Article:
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The central symbolism in Bates's story is implicit in the analogy between Mrs. Thurlow and the ox. Right from the title itself to all the details like her 'lumbering' movement, her bi-cycle as the cart, her upturned skirt as the bony tail of the ox, the story develops this symbolism. Mrs. Thurlow's impassivity, her apparently thoughtless resignation and her silent and selfless fortitude are the complex ways her character differs from an ox. She merely uses that instinctive and blank mind as a defence mechanism in situations of acute adversity where her husband is of no help and her children, for whom she does everything, do not care for her.
The bi-cycle is another symbol of sole companionship for her. She dreams about it and cannot walk without it. The bi-cycle is an object that externalizes the sway of emotions that lie suppressed in her.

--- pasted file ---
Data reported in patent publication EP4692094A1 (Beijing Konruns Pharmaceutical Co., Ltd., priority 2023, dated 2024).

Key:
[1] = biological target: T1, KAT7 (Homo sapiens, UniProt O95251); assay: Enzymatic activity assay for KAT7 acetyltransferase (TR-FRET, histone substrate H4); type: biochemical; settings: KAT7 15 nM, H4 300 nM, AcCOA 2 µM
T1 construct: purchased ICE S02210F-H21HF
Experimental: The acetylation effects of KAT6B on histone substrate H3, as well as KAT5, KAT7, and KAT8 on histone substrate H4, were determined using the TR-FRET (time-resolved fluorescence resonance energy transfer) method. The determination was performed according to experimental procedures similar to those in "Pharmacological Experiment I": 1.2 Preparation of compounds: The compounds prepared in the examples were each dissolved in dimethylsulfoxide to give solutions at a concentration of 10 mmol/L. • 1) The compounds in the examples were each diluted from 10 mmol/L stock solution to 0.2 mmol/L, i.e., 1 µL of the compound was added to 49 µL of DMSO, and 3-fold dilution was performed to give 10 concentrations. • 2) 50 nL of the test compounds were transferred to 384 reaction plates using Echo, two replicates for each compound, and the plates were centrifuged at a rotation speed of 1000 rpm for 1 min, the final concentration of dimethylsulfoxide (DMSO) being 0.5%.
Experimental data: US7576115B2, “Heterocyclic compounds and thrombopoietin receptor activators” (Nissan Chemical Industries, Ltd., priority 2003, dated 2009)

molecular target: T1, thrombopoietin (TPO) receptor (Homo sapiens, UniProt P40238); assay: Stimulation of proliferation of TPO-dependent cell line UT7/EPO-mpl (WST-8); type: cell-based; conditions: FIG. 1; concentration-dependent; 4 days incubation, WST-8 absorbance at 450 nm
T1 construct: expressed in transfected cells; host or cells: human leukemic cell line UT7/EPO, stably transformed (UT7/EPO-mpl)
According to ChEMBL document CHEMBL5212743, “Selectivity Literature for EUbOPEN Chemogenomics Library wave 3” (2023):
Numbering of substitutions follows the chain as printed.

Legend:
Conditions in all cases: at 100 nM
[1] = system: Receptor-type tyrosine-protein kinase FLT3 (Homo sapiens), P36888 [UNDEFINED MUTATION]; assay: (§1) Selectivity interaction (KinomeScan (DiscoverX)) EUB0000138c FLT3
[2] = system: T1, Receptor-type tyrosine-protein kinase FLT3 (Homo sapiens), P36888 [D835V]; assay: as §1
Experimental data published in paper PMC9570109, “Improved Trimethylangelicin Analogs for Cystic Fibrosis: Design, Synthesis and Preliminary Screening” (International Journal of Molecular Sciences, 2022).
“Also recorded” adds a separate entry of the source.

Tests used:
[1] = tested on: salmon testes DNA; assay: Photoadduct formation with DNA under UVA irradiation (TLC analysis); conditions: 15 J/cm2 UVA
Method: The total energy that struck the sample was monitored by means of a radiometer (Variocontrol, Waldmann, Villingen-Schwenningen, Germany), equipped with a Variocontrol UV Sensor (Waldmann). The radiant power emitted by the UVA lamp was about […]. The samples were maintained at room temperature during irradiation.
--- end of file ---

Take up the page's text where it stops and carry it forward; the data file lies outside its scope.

Mr. Thurlow's silver plate in the head is another sad emblem of a lost selfhood and it is the assertion of its material value that creates the self-sustaining fantasy for him. His last image in the story in that oversize shirt beautifully symbolizes her flight.
The location of Mrs. Thurlow's house and the movement of seasons and also the moment when she feels great psychic disintegration in the police van, sans her bi-cycle and finally the last scene where all alone, she has serious doubts about making it to her hilltop house as there is an irreparable puncture in the back-tyre of her bi-cycle are all symbolic of a symbolic image of the human condition of gloom, despair and suffering where someone like Mrs. Thurlow symbolizes a Sisyphus-like existentialist fortitude and stoicism which makes her go on amid all the misery.
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